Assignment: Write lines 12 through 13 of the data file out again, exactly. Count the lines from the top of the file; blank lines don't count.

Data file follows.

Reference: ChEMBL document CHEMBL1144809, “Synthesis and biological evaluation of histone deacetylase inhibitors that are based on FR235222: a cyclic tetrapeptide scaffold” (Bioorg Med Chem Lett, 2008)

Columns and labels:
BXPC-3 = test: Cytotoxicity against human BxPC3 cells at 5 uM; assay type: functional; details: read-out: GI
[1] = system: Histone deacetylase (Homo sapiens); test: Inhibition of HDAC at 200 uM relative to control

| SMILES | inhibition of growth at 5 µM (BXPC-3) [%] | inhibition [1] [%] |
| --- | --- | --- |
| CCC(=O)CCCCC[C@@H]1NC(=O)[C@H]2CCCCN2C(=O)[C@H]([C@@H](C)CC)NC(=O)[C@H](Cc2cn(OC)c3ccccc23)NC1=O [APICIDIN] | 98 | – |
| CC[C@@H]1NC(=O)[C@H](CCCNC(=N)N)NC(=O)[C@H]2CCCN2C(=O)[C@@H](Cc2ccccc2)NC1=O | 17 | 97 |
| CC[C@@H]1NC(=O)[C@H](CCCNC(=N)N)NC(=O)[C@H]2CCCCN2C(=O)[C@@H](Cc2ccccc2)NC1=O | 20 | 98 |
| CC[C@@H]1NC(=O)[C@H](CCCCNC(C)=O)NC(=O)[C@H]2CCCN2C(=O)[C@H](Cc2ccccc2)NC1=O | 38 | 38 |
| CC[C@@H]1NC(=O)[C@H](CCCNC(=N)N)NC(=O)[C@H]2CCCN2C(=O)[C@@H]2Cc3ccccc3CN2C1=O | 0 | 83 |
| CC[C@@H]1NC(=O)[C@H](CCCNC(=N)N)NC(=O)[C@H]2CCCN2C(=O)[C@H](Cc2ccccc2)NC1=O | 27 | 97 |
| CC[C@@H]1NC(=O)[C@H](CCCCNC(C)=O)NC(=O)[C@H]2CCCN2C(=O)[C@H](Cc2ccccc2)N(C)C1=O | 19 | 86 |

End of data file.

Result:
| CC[C@@H]1NC(=O)[C@H](CCCNC(=N)N)NC(=O)[C@H]2CCCN2C(=O)[C@H](Cc2ccccc2)NC1=O | 27 | 97 |
| CC[C@@H]1NC(=O)[C@H](CCCCNC(C)=O)NC(=O)[C@H]2CCCN2C(=O)[C@H](Cc2ccccc2)N(C)C1=O | 19 | 86 |